My research found that participants value play-based learning as an effective pedagogy to promote friendship formation. Worrying trends appeared during the data collection process, revealing that participants felt they did not receive sufficient training in SEN during their Teacher Training. My findings also revealed the crucial need for teachers’ understanding of how to adapt the curriculum, teach social skills and to utilise their CPD training to aid children with ASD in reducing social barriers to augment inclusion.

I have a deep personal motivation for choosing this research topic. In a prior life, as a Montessori teacher, I met countless children diagnosed and awaiting a diagnosis of ASD and there was one vexing question that resonated with me; why is it that some children with ASD interact with ease during play; forming and maintaining peer friendships, while many do not? This question encouraged me in my own practice to call upon every resource available, to ensure social opportunities were accessible to these children with Special Educational Needs. The question re-emerged for me during my school placements; where primary children with ASD were at times socially isolated, teachers often commenting on the challenges of ensuring social inclusion for these children. These questions were the motivation for my study.


Now that you have graduated, what are your plans?

I am very fortunate to be working with an amazing team of supportive teachers in Scoil Barra, Ballincollig, under the guidance of Karen O’Sullivan for the coming school year.

The teachers of Scoil Barra endeavour to instil in their students, a sense of community and a pride in their school, through the collaboration between various parties. I believe each success, no matter how small is a sign that a child is growing and learning and should be celebrated. Every success, academic, musical, sporting and creative outlets are acknowledged and praised in Scoil Barra which creates a positive school experience. I am so thankful to have the opportunity to work alongside some of the most exceptional teachers in the country.  I am still eager to learn and I will keep developing my practice and learn from the other members of staff.

I’m hoping to have my Droichead completed this year and will be applying to schools in Cork to obtain a more permanent teaching position. I am looking forward to a career full of learning and a classroom filled with a hive of curiosity and activity.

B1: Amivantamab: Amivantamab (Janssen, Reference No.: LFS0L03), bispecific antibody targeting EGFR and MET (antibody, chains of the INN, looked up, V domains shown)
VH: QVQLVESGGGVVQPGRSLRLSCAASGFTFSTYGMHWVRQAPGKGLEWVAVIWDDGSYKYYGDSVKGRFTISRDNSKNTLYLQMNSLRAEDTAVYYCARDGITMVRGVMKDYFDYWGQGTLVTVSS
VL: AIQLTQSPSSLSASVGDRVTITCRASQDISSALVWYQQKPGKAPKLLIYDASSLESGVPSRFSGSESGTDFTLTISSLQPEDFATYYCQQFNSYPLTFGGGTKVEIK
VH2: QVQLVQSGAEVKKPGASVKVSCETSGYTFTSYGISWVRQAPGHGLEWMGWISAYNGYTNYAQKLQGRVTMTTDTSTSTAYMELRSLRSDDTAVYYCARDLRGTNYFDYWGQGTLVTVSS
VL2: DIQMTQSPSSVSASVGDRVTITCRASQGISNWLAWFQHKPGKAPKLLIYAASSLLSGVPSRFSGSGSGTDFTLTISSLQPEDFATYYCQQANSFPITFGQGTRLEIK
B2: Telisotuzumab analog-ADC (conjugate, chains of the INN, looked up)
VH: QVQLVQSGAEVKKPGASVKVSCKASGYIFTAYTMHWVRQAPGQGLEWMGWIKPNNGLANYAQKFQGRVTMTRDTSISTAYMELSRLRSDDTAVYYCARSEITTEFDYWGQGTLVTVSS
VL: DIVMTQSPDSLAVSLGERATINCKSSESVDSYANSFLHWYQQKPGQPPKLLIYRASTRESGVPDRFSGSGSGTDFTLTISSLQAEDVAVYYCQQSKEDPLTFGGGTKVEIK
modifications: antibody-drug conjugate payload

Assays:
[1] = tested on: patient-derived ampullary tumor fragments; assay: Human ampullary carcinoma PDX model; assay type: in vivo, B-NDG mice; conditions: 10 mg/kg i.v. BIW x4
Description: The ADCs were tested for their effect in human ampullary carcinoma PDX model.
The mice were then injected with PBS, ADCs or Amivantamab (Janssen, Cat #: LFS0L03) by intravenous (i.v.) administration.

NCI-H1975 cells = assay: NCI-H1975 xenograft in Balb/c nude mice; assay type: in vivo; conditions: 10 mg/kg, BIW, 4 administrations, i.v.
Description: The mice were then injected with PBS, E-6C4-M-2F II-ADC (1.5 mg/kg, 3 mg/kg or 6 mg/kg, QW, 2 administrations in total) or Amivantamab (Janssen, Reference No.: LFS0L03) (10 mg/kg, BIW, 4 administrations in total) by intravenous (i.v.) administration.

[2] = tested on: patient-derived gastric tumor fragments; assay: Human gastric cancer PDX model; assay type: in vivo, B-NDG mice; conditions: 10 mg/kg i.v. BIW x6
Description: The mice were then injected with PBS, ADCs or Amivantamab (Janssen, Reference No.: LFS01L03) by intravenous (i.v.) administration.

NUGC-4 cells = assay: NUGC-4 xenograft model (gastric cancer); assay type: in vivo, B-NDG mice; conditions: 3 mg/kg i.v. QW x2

What piece of advice would you give to any person considering starting a PME.

For anyone considering starting the PME; if teaching is something you are passionate about then apply – this will not be something you will look back and regret. I would advise anyone beginning their Hibernia journey to make the most of the two years and utilise every opportunity afforded to you. I know it’s cliché to say but ‘what you put in is what you get out’. I am so grateful to have had the opportunity to learn from so many wonderful teachers during my school placement, Sinéad O’Connor and Kara Woods (Scoil Barra, Ballincollig), Jackie McCarthy and Fiona Barry (Morning Star, Ballyphehane) and Colin Gibson (Scoil Phádraig Naofa, Rochestown). As well as the teachers in Scoil Barra that I have had the opportunity to learn from as I observe their teaching during the Droichead process. I am so appreciative of the time and support each of these people gave me during my time working with them.

The greatest advice I could give you is make a group of friends on the course that you can bounce ideas off, discuss problems with and enjoy your time with during the course. These people are they only ones who truly understand the pressure and time constraints you are under and will keep you sane throughout the entire process as well as being your biggest support. Coming away from Hibernia with a masters was the ultimate goal but the friendships made will be maintained long after Hibernia.